Effect of initial pH on sulfate reduction
The effect of initial pH on sulfate reduction was tested with pH decreasing from 7.0 to 3.0, when the concentrations of SO42− and COD were respectively 3,000 and 3,600 mg/L, and the temperature of the system was 37 °C. Figure 3 shows the changes of sulfate removal and effluent pH in the bottles after 60 days of incubation across the three systems. As shown, initial pH exerted an apparent effect on sulfate removal across various systems. In the SRB system, sulfate removal gradually declined with the initial pH decreasing from 7.0 to 4.0, and an apparent decrease of sulfate removal was observed with the decrease of pH from 4.0 to 3.0 (Figure 3(a)). In contrast, the influence of initial pH on sulfate removal in the Fe + SRB and Fe/Cu + SRB systems was slighter compared with that in the SRB system (Figure 3). The sulfate removal of the SRB, Fe + SRB and Fe/Cu + SRB systems were 32.5%, 63.5% and 78.4% respectively with the initial pH at 4.0. Sulfate removal was only 23.6% in the SRB system with pH 3.0 (Figure 3(a)). Sulfate removal reached 58.2% and 74.3% in the Fe + SRB and Fe/Cu + SRB systems respectively under the same pH condition (Figure 3(b) and 3(c)). The optimal pH for SRB growth was around 6–7, whereas the performance of the Fe0-amended systems was good for sulfate removal when the initial pH was above 4.0.
A similar behavior of the effluent pH influenced by the changed initial pH was observed in the three systems (Figure 3). The effluent pH in the SRB system was above 6.2 with the initial pH above 4.0. When the initial pH decreased to 3.0, the effluent pH was about 5.5 (Figure 3(a)). In the Fe + SRB and Fe/Cu + SRB systems, effluent pH was above 6.5 with the initial pH from 3.0 to 7.0. The result of initial pH effect on sulfate removal and effluent pH suggests that Fe0 could increase the pH of the systems to improve the SRB activity. In this study, the increase of effluent pH after incubation was primarily due to the release of bicarbonate alkalinity during sulfate reduction (Equation (3)), which is beneficial for acid neutralization and pH buffering (Singh et al. 2011). Additionally, in Fe0-amended systems, alkalinity can be generated by anoxic corrosion of Fe0 (Equation (1)) and sulfate reduction (Equation (2)), as both processes involve the consumption of hydrogen ions. Therefore, the pH values of the effluent from the Fe + SRB and Fe/Cu + SRB systems were higher than that from the SRB system.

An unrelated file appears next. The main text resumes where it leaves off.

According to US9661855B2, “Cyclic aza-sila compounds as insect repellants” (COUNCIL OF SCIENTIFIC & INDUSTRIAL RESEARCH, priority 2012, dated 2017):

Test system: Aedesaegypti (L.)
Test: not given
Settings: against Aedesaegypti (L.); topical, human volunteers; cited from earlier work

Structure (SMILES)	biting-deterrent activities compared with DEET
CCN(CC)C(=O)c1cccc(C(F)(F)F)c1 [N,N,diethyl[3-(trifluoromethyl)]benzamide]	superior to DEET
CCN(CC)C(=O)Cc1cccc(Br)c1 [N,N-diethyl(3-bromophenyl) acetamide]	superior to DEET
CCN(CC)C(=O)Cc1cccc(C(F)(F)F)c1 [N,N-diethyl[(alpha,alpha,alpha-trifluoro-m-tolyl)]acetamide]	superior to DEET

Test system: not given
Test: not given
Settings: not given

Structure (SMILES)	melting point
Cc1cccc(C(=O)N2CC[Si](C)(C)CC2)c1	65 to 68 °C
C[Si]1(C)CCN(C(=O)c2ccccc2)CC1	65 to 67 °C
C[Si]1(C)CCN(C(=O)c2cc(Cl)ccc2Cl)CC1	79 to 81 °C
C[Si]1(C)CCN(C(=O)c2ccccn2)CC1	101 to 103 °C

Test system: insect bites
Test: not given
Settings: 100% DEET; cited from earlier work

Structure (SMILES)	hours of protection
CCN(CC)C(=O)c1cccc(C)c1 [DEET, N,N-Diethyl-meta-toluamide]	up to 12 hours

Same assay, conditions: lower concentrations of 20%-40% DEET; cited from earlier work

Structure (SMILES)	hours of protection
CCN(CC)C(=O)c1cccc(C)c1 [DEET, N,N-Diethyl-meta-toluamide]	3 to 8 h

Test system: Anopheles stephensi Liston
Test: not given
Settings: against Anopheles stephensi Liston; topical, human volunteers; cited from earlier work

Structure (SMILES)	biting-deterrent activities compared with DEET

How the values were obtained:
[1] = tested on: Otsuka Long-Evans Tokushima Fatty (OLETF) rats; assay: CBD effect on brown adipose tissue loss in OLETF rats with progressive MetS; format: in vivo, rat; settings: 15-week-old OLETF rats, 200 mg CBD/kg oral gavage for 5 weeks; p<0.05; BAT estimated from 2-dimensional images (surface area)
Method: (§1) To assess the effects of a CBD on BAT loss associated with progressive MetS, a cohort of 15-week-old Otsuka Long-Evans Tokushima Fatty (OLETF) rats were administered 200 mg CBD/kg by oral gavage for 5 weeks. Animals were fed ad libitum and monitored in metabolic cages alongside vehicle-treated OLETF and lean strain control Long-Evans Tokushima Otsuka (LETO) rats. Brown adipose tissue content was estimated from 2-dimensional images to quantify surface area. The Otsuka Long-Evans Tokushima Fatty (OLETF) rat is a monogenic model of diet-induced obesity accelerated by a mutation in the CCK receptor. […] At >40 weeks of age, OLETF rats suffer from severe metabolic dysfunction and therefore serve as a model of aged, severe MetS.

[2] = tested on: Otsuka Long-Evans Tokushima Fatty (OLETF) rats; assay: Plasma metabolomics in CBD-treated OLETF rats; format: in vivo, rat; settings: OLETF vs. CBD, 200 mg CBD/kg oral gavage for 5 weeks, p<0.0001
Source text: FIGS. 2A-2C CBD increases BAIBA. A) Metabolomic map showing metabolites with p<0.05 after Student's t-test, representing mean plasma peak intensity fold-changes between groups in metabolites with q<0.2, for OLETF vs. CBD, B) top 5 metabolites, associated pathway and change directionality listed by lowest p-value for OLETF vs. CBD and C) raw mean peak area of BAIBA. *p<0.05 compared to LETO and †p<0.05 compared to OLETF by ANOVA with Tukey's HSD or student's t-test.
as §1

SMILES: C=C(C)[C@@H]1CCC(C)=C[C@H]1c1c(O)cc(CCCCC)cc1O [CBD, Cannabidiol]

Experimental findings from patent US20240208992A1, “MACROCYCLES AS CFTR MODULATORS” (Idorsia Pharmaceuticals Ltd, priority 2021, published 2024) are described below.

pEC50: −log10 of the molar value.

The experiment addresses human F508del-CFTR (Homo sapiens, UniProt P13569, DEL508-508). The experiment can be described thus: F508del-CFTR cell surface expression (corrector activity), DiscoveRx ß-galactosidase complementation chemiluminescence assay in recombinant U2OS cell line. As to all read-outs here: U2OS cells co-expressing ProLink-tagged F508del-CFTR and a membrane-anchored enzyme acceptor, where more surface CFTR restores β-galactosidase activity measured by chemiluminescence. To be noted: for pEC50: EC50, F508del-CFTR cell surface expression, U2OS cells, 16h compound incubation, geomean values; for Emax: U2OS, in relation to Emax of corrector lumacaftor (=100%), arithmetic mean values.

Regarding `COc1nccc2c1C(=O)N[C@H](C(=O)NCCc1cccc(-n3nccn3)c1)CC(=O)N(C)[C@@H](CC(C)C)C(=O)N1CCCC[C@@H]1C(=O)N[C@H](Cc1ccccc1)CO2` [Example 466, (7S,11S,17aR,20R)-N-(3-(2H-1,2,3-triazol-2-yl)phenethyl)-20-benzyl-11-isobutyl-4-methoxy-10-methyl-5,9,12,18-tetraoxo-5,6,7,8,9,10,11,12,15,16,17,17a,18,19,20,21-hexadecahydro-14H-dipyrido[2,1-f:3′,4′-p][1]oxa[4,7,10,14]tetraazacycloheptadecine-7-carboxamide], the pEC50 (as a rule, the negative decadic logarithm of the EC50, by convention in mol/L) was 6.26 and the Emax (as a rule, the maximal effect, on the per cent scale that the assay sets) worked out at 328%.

To confirm the positive effect of Fe0, heavy metals removal was monitored during the first 96 h of reaction in the Fe, SRB, Fe + SRB and Fe/Cu + SRB systems with Pb2+, Cu2+ and Zn2+ concentrations of 50, 50 and 50 mg/L, respectively (Table 1). In the Fe system, the concentration of Zn2+ was almost unchanged, since Zn2+ could not be reduced by Fe0; however, the Pb2+ and Cu2+ removal was almost 100% after 72 h, indicating the reduction and precipitation of Pb2+ and Cu2+. In the SRB, Fe + SRB and Fe/Cu + SRB systems, the removal ratios of Pb2+, Cu2+ and Zn2+ were 100% after 48 h. At the end of experiments, the residual ratios of Fe0 were 34.3% and 28.5% in the Fe + SRB and Fe/Cu + SRB systems, while the residual ratio of Cu0 was 92.6% (data not shown).
|Time (h)||Fe system||SRB system||Fe + SRB system||Fe/Cu + SRB system|
|Time (h)||Fe system||SRB system||Fe + SRB system||Fe/Cu + SRB system|
It was remarkable that the results of SRB, Fe + SRB and Fe/Cu + SRB systems were identical, indicating that the content of sulfides was sufficient for precipitating with metals. The addition of Fe0 could enhance the pH value of the solution and the sulfate reduction capacity of SRB in anaerobic systems, leading to the accelerated removal of heavy metals. Metal-sulfide mineral precipitation and reduction/precipitation were the two dominant mechanisms of metal removal in this study. However, other mechanisms, such as (oxy)hydroxide precipitation, co-precipitation and surface complexation, may be important (Yue et al. 2015). The contribution of individual routes to metal removal will be further explored in the following work.